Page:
Tuesday, November 3, 2015
Honoring Sheldon Wolin (1922-2015)
Sadly, the distinguished political theorist and philosopher Sheldon Wolin has died in Salem Oregon. Wolin was 93.
Wolin was one of the US's leading political philosophers and someone who enlivened leftist and radical political philosophy, whilst retaining a commitment to the radical possibilities of democracy.
Sheldon Wolin's final book Democracy Incorporated: Managed Democracy and the Spectre of Inverted Totalitarianism is without doubt the most important book I have read in the last decade.
In that book, Wolin describes inverted totalitarianism as the fusion of corporate and political power. Wolin makes clear that inverted totalitarianism is in no way morally or politically comparable to totalitarian states like Nazi Germany.
Wolin argues that contemporary democracies and corporate capitalism have inverted the ways that authoritarian regimes politicize all spheres of life. State and corporate power are increasingly enmeshed. He warns that the combination of state power and unchecked economic and corporate power now verge on total power and has created its own pathologies.
Wolin argues that political and corporate forces don't necessarily seek to replace democratic structures. Rather, they claim to honour democracy, electoral politics, freedom of speech and the right to assembly, whilst all the while capturing, manipulating and corrupting the levers of power to serve political, economic, corporate and business interests.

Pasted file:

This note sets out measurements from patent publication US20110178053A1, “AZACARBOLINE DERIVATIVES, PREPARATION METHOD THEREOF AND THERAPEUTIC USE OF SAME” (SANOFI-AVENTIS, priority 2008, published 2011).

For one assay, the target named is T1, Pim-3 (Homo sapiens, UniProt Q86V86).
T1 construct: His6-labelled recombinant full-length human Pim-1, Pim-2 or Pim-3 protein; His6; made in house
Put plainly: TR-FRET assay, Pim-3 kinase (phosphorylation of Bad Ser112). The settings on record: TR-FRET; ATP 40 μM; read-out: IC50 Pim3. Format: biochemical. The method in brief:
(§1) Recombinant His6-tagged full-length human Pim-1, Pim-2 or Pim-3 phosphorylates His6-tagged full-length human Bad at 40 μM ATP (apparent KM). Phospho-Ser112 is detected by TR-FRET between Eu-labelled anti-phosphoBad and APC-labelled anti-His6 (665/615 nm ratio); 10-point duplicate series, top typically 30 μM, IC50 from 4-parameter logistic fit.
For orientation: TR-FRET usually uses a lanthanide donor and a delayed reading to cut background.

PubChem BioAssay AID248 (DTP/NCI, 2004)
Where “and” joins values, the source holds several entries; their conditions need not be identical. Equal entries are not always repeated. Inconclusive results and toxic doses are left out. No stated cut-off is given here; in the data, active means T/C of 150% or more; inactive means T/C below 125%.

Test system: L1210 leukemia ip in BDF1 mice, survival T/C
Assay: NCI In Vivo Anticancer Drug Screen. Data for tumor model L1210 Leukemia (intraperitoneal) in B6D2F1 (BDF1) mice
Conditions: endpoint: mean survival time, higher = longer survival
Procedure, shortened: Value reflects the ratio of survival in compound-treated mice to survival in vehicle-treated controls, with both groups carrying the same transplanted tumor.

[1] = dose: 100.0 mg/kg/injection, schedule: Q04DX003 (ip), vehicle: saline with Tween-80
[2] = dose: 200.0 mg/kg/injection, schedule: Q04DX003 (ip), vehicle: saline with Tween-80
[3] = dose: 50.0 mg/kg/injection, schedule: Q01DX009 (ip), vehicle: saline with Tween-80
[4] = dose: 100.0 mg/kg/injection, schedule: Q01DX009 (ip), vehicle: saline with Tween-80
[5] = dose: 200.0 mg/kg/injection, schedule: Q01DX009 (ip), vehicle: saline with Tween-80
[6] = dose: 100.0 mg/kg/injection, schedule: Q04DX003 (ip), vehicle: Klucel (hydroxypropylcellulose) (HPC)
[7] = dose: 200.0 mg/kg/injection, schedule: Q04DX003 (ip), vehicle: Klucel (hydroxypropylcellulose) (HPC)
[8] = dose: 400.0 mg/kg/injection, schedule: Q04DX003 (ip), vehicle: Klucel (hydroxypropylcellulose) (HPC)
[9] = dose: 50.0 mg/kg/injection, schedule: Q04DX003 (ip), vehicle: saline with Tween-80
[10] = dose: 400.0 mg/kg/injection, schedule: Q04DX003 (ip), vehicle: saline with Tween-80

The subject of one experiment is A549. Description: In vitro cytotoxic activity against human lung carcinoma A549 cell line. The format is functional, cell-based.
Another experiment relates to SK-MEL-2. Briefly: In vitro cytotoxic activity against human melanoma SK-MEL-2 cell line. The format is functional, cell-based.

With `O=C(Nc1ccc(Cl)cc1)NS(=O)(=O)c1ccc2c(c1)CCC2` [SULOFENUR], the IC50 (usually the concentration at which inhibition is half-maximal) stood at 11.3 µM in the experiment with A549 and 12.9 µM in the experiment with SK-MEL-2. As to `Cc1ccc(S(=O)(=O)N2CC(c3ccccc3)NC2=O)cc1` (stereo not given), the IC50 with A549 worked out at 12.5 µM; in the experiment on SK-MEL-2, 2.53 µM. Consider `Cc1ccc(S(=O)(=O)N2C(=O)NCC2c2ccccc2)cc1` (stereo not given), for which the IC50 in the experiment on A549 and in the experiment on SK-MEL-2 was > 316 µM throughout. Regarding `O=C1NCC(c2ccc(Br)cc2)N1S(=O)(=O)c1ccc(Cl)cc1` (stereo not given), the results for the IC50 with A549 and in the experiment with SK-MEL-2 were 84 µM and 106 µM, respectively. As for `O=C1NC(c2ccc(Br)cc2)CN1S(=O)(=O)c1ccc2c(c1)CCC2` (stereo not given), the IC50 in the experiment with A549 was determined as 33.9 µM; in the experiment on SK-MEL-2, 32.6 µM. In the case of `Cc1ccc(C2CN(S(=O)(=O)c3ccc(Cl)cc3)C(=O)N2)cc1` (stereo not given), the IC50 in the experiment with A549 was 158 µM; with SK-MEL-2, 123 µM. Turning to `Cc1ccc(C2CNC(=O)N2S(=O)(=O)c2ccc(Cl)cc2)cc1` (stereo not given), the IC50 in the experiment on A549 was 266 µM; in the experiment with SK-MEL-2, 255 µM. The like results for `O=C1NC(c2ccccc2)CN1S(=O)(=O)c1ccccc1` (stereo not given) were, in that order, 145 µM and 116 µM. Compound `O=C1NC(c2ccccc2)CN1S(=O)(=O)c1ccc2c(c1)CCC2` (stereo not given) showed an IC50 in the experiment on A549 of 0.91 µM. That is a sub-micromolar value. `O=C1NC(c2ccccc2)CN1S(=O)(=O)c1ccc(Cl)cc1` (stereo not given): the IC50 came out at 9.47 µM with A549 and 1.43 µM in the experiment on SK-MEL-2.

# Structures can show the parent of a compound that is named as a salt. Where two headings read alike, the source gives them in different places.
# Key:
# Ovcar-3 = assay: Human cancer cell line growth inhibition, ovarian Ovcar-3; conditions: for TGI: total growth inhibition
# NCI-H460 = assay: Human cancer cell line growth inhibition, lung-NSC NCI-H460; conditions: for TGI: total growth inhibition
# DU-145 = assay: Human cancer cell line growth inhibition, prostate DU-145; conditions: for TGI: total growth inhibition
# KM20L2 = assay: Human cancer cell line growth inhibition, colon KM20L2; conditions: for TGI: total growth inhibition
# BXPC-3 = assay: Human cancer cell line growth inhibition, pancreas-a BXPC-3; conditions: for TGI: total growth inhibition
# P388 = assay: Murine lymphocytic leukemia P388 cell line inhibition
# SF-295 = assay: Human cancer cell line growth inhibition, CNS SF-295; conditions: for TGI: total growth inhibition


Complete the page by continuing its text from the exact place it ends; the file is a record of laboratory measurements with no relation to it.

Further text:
Wolin also examines the myths and mythmaking used to justify this interlocking of corporate and state power, including the claim of a failing economy, the quest for an ever-expanding economy, privatisation and the never-ending war on terror.
Wolin warns that corporate power no longer answers to state or citizen control. The institutions of government, economy, civil society and society no longer play the role they were intended for. They primarily serve the interests of the political, corporate and business classes.
For Wolin, corporate power and political power are now so closely intertwined and the much of the citizenry so demobilised, that genuine democracy is a remote possibility, expressed in what he described as rare “fugitive” expressions of the popular will.
Wolin argues that inverted totalitarianism destroys democracy, politically demobilises citizens, projects power and wealth upwards and creates instability, passivity and precarious existence for the majority of citizens.
Wolin writes that inverted totalitarianism:
'is not expressly conceptualised as an ideology of objectified in public policy but is furthered by decision makers, power holders and citizens who unaware of or blind to the deeper consequences of their actions or actions'
Chris Hedges, who is a passionate supporter of Wolin's work has written this piece in memory of his friend and colleague. A series of interviews with Sheldon Wolin by Chris Hedges are here and here.